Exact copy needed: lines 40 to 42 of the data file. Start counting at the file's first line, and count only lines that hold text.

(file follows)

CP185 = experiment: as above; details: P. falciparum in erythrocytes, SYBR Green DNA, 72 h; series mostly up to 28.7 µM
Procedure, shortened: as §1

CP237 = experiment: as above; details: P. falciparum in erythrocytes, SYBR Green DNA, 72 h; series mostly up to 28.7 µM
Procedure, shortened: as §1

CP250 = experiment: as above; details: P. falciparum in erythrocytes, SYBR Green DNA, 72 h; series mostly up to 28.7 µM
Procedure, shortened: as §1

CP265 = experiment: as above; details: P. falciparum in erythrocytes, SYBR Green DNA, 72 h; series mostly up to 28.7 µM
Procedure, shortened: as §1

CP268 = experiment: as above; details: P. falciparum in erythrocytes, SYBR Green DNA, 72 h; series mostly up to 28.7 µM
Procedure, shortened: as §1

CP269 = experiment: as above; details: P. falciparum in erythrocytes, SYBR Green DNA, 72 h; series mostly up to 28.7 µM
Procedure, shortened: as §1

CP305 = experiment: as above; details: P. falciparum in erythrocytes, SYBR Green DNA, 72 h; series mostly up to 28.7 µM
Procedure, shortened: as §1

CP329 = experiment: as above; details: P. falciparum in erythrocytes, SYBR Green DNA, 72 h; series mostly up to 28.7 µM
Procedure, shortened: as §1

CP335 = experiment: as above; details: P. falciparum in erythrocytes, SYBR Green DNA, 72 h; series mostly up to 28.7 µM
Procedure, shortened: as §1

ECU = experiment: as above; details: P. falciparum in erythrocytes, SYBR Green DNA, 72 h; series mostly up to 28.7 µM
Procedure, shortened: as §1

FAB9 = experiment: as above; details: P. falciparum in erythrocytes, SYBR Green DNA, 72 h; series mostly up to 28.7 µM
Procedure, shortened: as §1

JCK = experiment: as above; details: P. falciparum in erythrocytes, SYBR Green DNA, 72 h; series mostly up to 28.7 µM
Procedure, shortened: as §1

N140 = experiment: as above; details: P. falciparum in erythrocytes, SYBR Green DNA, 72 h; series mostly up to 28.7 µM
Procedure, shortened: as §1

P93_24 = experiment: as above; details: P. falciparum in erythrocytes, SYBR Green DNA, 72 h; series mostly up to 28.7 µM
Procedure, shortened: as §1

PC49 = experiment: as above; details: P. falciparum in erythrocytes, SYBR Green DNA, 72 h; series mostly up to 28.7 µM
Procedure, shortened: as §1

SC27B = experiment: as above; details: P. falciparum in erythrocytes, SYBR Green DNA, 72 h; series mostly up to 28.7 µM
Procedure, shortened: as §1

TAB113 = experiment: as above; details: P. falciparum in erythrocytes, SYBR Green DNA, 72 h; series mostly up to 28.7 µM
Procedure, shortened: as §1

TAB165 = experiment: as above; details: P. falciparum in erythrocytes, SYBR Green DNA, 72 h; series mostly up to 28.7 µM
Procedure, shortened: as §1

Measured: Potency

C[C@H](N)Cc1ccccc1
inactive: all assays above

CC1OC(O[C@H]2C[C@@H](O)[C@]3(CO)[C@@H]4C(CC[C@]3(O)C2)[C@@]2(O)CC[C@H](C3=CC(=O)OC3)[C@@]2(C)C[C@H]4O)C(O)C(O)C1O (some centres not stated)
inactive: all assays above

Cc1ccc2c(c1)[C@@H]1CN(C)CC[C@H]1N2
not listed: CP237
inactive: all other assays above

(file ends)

CC1OC(O[C@H]2C[C@@H](O)[C@]3(CO)[C@@H]4C(CC[C@]3(O)C2)[C@@]2(O)CC[C@H](C3=CC(=O)OC3)[C@@]2(C)C[C@H]4O)C(O)C(O)C1O (some centres not stated)
inactive: all assays above

Cc1ccc2c(c1)[C@@H]1CN(C)CC[C@H]1N2